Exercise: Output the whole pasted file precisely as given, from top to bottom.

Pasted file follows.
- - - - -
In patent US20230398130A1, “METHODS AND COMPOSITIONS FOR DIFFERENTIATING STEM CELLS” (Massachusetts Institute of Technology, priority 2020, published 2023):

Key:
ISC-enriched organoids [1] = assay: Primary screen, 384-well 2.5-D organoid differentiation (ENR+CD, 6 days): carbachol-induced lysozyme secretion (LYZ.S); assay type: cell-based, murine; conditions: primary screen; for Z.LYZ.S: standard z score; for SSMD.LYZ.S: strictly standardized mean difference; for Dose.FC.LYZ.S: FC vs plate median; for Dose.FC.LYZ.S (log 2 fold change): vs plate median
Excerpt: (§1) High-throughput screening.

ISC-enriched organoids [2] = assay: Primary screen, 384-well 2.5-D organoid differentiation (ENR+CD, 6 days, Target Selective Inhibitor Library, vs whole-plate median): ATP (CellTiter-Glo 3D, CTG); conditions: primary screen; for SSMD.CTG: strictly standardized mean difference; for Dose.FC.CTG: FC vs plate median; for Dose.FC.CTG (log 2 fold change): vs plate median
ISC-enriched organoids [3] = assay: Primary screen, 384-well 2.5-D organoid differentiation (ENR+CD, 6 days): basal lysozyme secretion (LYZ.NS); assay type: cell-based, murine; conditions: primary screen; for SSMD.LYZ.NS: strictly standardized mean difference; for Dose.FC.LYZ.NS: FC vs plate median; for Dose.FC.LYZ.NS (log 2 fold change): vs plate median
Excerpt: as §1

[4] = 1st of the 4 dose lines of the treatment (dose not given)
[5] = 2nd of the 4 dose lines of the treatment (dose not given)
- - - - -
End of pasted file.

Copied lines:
In patent US20230398130A1, “METHODS AND COMPOSITIONS FOR DIFFERENTIATING STEM CELLS” (Massachusetts Institute of Technology, priority 2020, published 2023):

Key:
ISC-enriched organoids [1] = assay: Primary screen, 384-well 2.5-D organoid differentiation (ENR+CD, 6 days): carbachol-induced lysozyme secretion (LYZ.S); assay type: cell-based, murine; conditions: primary screen; for Z.LYZ.S: standard z score; for SSMD.LYZ.S: strictly standardized mean difference; for Dose.FC.LYZ.S: FC vs plate median; for Dose.FC.LYZ.S (log 2 fold change): vs plate median
Excerpt: (§1) High-throughput screening.

ISC-enriched organoids [2] = assay: Primary screen, 384-well 2.5-D organoid differentiation (ENR+CD, 6 days, Target Selective Inhibitor Library, vs whole-plate median): ATP (CellTiter-Glo 3D, CTG); conditions: primary screen; for SSMD.CTG: strictly standardized mean difference; for Dose.FC.CTG: FC vs plate median; for Dose.FC.CTG (log 2 fold change): vs plate median
ISC-enriched organoids [3] = assay: Primary screen, 384-well 2.5-D organoid differentiation (ENR+CD, 6 days): basal lysozyme secretion (LYZ.NS); assay type: cell-based, murine; conditions: primary screen; for SSMD.LYZ.NS: strictly standardized mean difference; for Dose.FC.LYZ.NS: FC vs plate median; for Dose.FC.LYZ.NS (log 2 fold change): vs plate median
Excerpt: as §1

[4] = 1st of the 4 dose lines of the treatment (dose not given)
[5] = 2nd of the 4 dose lines of the treatment (dose not given)